Tuesday, June 08, 2010

Our New Life

I was listening to the radio yesterday and heard a charming little song with a nice melody, an affecting swell in the strings in the middle section and an active bassline. Not at all rocky or funky which would normally make me take notice, you realise, merely pleasant.

I'd never heard the song before and a search bar was handy so I typed in a few of the lyrics I was hearing to find what the song was. Turned out it was a single by a chap called Max Gazzè from 2004 called ‘La Nostra Vita Nuova.’ Here's a link to the video on YouTube if you're at all curious. The video reminds us that the masculine wonder of the healthy moustache lives on in Italy and I, for one, am pleased to see it.

There is an odd thing that happened during the day and a half since then: I have found myself playing the song over and over. It has bewitched me. I am utterly besotted with this beautiful little song.

I like the way the simple, almost one-note, verse contrasts with the sweet melody of what I'm calling the chorus. And then there is the genius of repeating the word “diverso, diverso” at the end of the chorus. The word is the same at each of the three choruses so it sticks in your mind and yet the things that are “different, different” each time are themselves different. A quirky touch.

And there is that dramatic middle bit. Glorious. Cheers me right up and I sing along happily. It is in the key of A while the rest of the song is in D and you can really hear how the key change pushes the middle bit out.

The tritoney riff at the end was a mistake in my opinion but serves me well as a reminder to hit that rewind button again.

On the rare occasions when I write a song, I'm conscious of avoiding writing songs that are driven by the bassline as I don't like the thought of people saying “oh that song has a good bassline. Who wrote the song? The bass player? Well, that explains it” — as, of course, people inevitably would. You know what they're like — cunts that they are. As for this song's interesting bassline? Max Gazzè is a bass player. Well, that explains it.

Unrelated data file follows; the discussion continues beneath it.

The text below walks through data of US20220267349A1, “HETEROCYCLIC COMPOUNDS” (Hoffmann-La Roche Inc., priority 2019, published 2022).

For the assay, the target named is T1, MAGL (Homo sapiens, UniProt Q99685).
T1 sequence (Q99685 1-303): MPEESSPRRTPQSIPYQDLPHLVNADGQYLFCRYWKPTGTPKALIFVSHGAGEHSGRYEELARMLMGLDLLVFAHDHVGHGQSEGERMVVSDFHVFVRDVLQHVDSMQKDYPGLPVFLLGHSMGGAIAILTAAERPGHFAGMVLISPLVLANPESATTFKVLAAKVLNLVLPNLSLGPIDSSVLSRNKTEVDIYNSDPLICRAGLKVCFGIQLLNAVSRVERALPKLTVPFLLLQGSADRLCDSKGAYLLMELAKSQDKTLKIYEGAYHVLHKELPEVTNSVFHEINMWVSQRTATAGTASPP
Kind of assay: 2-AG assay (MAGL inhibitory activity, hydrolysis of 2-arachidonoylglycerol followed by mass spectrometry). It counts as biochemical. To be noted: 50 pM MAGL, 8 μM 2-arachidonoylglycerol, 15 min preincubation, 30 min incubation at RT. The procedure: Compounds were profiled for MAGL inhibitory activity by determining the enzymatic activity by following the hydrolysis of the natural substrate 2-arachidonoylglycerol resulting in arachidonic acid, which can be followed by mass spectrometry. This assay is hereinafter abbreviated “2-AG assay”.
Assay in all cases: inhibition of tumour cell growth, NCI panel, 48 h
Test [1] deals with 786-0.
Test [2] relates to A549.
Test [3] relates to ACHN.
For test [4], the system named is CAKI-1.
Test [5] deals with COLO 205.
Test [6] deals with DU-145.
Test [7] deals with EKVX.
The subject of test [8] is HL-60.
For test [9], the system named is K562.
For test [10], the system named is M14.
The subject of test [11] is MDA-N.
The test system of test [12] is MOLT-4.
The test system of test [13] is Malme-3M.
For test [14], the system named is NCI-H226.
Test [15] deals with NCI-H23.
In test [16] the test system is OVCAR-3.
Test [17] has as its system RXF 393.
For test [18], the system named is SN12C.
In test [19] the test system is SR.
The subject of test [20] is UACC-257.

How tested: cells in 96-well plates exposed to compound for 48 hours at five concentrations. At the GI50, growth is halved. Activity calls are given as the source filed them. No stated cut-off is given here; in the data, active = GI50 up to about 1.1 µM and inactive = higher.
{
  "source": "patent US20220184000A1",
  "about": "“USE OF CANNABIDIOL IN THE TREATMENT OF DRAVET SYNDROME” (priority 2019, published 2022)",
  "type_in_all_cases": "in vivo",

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Blogger Unrelenting Tedium said...

I quite like the tritone riff thingy at the end. A charming song. I grow a pretty strong moustache and have often lamented that, fashionwise, I am something of a man out of time. I have to grow the surrounding (and sadly not correspondingly strong) beard as camouflage.

9/6/10 12:07  
Blogger Paddy said...

The common Australian position on the moustache, being that it shalt not be worn lest ye been made a foole of, obviously means that it is about to become the hottest item about. See what happened to trousers. Time once was that you pointed fingers and sniggered at people when their pants fell down in public. That's now how every single boy under thirty dresses.

This post wasn't meant to be about fashion though, I merely wanted to share something musical and to try my hand at a bit of analysis. Here's another little point of note (to me, at least). The rhythm slips from the jaunty 6/8 in the verses to the more driving 3/4 in the other bits. Keeps things interesting.

9/6/10 16:20  
Blogger Dan said...

interestingly, when I click on your link Paddy, all I get is a message from youtube telling me that this content is blocked in the country I am in.

So what is it? Some kinds of moustache porn? urther evidence that the AIDS virus exists and is not simply a conspiracy wrought by the jews?

I had my first dinner in South Efrika last night. I asked the waitress i she could recommend any local delicacies, she said she would bring me something special i I trusted her and left the choosing to her. I thought 'what the hell, let's be adventurous.'

Ended up with a chicken schnitzel and chips. Plus side salad (with "special dressing")

Pretty clearly a balsamic vinaigrette I would have thought.

How vexing.

10/6/10 14:19  
Blogger Paddy said...

Hi Silky, forget the moustache. It's not important. If you get near a computer where you can play music, try Grooveshark and see if that works in South Africa (national dish: the schnitz, apparently. I liked that anecdote).

I see that South Africans not only dislike sweet Italian ballads but also the 'f' key on their computers. That's fair enough, I say. No good words have 'f' in them.

10/6/10 15:56  
Blogger Fluffy said...

I would like to point out that there were five 'f's in Silky-D's comment. You should be ashamed, Silk Dawg. Five!

Yikes. There are also five 'f's in this post. Eep.

11/6/10 18:10  
Blogger Dan said...

don't hate the country, hate the corporate overlords.

airfax has given me a crappy laptop with an extremely unreliable eff key.


(I typed that last bit with hammer blows on said key, like a Bruce Lee one finger death punch.)

13/6/10 18:48  

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